Bård Larsens Idealistene. Den norske venstresidens reise i det autoritære kommer derfor på litt feil tidspunkt, men det er den riktige boken, og den tilfører noe nytt: Et bredere fokus, ut over AKP(ml) og over i SVs og AUFs rekker, fra 70-tallet og fram til i dag. I stedet for nye historier om ml’ernes absurde eventyr, handler Idealistene om den radikale venstresiden i helhet.
Les resten her.
Compared to 1952, 1953 was an excellent year for movies. Some of them were even in widescreen and stereo, technologies one starts to miss after watching little but old movies for a couple of years.
Revenge of the nerds
The War of the Worlds
The Beast from 20,000 Fathoms
House of Wax
The Wild One
The 5,000 Fingers of Dr T
Pickup on South Street
The Wages of Fear
The Naked Spur
Mr. Hulot’s Holiday
Ladies and “ladies”
Gentlemen Prefer Blondes
Glen or Glenda
Top of the world, ma
The Conquest of Everest
.. and best of the best, also uncategorizable:
Next up: 1954, with 414 movies begging for attention, which may make you wonder how much time I actually spend on this marathon. Surprisingly little, but it helps not to have a TV.
The entire vocabulary of Western cyber-utopians, from “Twitter revolutions” to “the Great Firewall of China” is the product of a mythology that has no connection with the role technology actually plays in modern dictatorships, which have found diverse and clever ways to use technology to their advantage. Iranians aren’t on Twitter, internet access is often more a safety valve than a foothold for freedom, and your local security police would like you to reveal your social network on Facebook thank you very much.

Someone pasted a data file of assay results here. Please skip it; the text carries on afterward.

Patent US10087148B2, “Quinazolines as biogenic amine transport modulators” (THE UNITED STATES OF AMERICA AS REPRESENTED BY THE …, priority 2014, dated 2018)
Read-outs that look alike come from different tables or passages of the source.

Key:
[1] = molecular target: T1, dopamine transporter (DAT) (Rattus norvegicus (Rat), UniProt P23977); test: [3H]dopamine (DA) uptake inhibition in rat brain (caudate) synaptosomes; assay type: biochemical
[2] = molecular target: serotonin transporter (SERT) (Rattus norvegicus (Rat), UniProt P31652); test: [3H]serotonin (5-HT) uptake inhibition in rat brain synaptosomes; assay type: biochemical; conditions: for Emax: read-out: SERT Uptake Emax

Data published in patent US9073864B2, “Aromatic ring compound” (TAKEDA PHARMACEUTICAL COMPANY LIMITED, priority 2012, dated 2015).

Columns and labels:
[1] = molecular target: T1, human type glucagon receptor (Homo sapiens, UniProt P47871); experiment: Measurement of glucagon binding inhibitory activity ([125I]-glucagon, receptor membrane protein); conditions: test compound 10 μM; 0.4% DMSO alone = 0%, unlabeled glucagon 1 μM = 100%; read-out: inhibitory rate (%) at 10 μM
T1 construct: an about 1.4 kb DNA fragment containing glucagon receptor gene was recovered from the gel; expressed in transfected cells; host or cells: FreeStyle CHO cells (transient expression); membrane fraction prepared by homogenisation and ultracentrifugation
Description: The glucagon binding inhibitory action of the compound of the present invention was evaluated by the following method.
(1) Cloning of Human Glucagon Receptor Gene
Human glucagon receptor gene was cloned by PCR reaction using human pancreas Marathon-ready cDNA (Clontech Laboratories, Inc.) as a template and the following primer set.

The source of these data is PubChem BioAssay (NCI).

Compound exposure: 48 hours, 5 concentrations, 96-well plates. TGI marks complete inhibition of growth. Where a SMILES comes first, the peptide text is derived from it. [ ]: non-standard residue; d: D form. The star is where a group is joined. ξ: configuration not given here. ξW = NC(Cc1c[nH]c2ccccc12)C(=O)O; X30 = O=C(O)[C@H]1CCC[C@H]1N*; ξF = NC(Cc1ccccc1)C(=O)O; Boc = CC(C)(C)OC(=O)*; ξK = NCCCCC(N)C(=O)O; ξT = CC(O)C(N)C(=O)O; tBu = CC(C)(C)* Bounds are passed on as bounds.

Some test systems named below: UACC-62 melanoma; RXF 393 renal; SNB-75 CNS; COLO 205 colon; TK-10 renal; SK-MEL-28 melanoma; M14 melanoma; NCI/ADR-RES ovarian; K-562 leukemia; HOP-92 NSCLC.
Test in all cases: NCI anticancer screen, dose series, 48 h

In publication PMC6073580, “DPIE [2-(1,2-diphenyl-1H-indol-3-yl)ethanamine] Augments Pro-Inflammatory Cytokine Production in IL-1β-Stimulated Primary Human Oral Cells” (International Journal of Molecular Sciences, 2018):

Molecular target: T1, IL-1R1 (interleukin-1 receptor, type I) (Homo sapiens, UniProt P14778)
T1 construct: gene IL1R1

Recommended: Yes. Morozov makes the same point, but in a more rational way, as Adam Curtis in All Watched Over..: Cyber-utopianism is worse than useless, it actively benefits the true power holders in a society.
Frank Rossavik – SV, Fra Kings Bay til Kongens bord (2011)
The rise and eventual taming of Norway’s Socialist Left Party. A good history uses its subject as a lens to see its world through. This one gets bogged down in names and dates, and has no vision, which is a shame, because whatever else you can say about SV’s tortured attempt at finding a third way between social democracy and communism, at least it was interesting, especially in its early newspaper incarnation. This isn’t.
Read: 60 pages, + the apologetic chapter on their flirtation with Communist dictators, a story that can’t be told honestly without at least offending someone. Rossavik seems unwilling to do that.
It’s a shame James Stewart made such a great good guy, the kind who’d see the upside of a nuclear holocaust, because he was even better when you weren’t sure if he’d shoot you or hug you or both. Watched it all before, long ago, and again now. The Naked Spur once awoke me to how good Westerns could be. It still sets the standard, but the rest of the genre hasn’t live up to the promise.
Salome (1953, USA)